Fireworks on nights other than the Fourth of July or New Year’s Eve equals fun and celebration for most people, especially children. But for veterans with Post Traumatic Stress Disorder (PTSD), the shock of noise and light may trigger a deeply learned expectation of danger.
Virginia Tech scientists have found that people with PTSD have an increased learning response to surprising events, such as the whizz and pop of fireworks. While most everyone reacts to surprise, people with PTSD tend to pay even more attention to the unexpected. The study was published in January 2018.
“Disproportionate reactions to unexpected stimuli in the environment are a core symptom of PTSD,” said Pearl Chiu, an associate professor with dual appointments at the Virginia Tech Carilion Research Institute (VTCRI) and the Department of Psychology, and who served as lead author on the study. “These results point to a specific disruption in learning that helps to explain why these reactions occur.”
Joining Chiu on the study were, among others, Vanessa Brown, first author on the paper and a graduate student in the Department of Psychology, and Brooks King-Casas, also an associate professor at the VTCRI and associate professor of psychology. The team used functional MRI to scan the brains of 74 veterans, all of whom had experienced trauma while serving in Afghanistan or Iraq.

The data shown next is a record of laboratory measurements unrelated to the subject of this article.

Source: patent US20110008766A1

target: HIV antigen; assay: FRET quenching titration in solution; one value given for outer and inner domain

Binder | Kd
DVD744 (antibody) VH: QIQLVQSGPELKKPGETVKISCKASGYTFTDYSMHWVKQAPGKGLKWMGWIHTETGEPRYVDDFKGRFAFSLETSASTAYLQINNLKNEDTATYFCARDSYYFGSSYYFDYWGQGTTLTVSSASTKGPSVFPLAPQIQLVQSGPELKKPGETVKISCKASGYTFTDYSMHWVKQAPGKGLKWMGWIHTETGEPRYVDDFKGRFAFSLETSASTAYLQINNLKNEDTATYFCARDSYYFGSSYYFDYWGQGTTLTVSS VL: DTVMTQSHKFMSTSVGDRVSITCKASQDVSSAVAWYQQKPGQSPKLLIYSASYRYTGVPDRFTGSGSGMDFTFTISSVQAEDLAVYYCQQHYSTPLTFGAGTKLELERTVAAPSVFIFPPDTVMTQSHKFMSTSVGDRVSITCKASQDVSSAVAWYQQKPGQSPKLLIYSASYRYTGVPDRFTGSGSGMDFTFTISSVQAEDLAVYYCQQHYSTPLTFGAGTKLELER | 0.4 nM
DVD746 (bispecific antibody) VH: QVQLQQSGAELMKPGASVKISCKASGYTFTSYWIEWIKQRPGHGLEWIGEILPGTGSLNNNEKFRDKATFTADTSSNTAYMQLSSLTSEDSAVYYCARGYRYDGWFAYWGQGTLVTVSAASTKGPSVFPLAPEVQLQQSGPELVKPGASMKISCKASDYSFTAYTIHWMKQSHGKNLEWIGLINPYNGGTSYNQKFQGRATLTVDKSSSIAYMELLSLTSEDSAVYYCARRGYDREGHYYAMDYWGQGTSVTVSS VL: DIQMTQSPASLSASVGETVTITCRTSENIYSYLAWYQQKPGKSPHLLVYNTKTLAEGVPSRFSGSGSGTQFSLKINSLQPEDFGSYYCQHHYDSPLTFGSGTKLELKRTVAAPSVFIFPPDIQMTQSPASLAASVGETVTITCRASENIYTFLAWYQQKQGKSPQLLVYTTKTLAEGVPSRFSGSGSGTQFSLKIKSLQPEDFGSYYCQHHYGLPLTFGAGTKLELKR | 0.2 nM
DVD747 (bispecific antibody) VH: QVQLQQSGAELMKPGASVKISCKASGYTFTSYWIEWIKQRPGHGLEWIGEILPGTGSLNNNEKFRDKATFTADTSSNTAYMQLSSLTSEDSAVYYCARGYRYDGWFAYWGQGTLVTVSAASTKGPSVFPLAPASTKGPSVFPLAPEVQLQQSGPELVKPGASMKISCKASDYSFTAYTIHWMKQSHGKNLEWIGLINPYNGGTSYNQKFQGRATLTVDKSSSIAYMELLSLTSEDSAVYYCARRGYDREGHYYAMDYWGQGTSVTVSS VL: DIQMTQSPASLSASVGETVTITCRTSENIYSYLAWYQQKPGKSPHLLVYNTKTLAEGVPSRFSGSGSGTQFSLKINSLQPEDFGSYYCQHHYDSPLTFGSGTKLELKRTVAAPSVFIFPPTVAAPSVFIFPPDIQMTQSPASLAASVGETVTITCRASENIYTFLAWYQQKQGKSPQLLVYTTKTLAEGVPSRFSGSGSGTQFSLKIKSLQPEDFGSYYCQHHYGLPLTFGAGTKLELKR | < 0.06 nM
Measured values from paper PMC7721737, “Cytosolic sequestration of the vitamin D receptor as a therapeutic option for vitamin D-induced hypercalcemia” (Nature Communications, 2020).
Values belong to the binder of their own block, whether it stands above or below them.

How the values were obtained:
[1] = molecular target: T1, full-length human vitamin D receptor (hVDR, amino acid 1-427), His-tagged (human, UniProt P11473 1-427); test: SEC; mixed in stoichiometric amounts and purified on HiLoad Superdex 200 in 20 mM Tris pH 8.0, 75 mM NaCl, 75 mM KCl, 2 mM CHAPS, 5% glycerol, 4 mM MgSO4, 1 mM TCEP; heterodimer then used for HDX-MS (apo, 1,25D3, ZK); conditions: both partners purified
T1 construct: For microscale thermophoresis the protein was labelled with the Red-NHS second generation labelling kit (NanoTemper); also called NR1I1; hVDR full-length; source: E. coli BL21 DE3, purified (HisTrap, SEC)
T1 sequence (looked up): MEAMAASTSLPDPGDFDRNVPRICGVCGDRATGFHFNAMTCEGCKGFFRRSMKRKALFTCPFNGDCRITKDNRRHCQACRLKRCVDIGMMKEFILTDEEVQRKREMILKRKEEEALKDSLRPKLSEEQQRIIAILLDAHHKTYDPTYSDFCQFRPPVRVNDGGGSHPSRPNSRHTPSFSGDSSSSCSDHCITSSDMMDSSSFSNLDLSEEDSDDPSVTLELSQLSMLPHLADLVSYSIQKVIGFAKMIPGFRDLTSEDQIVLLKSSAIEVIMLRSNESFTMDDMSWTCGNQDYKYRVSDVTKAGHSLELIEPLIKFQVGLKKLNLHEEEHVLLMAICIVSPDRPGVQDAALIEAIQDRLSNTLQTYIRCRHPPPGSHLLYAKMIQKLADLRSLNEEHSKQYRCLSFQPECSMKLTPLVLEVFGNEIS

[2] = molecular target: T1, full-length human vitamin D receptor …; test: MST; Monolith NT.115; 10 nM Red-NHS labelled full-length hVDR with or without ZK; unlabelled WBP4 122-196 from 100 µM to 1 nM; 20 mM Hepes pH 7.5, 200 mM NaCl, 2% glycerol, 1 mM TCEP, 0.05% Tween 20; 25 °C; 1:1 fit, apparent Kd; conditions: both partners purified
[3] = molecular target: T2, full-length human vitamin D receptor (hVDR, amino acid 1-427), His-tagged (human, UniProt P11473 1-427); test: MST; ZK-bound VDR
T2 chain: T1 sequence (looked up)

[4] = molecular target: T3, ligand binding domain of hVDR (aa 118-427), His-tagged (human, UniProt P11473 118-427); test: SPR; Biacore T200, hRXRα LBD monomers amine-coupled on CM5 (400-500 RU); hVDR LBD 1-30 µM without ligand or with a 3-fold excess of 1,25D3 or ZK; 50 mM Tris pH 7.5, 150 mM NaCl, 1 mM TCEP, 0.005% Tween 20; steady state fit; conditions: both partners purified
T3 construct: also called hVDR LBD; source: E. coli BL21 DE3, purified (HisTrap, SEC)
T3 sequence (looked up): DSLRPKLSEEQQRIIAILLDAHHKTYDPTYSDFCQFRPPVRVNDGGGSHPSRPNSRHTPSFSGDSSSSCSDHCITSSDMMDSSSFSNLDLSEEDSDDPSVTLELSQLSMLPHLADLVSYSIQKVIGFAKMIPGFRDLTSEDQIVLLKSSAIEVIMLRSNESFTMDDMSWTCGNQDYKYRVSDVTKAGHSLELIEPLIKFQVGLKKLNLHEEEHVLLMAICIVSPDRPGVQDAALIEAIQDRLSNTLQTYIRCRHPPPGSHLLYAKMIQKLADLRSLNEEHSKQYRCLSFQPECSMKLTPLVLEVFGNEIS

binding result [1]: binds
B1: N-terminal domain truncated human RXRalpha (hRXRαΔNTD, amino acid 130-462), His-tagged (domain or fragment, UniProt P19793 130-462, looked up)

Some of the study participants were diagnosed with PTSD, while others were not. In the functional MRI, participants played a gambling game, in which they learned to associate certain choices with monetary gains or losses.
The researchers found that people with PTSD had significantly more activity in the parts of their brains associated with how much attention they paid to surprising events when the learning task threw an unexpected curve ball their way. “Fireworks unexpectedly going off after a person has exchanged fire in the field can trigger an over-estimation of danger,” King-Casas said. “Particularly for individuals with PTSD, unexpected surprising events — noise or otherwise — could be a matter of life or death.”
Both the behavioral and neural findings show that people with PTSD pay more attention to surprise while learning, added Brown. “This disrupted learning increases with more severe PTSD,” Brown said. “Now that we understand how attention to surprise plays a role in PTSD, we may be able to refine our assessment tools or develop new interventions that target specific learning disruptions in people with PTSD or other psychiatric disorders.”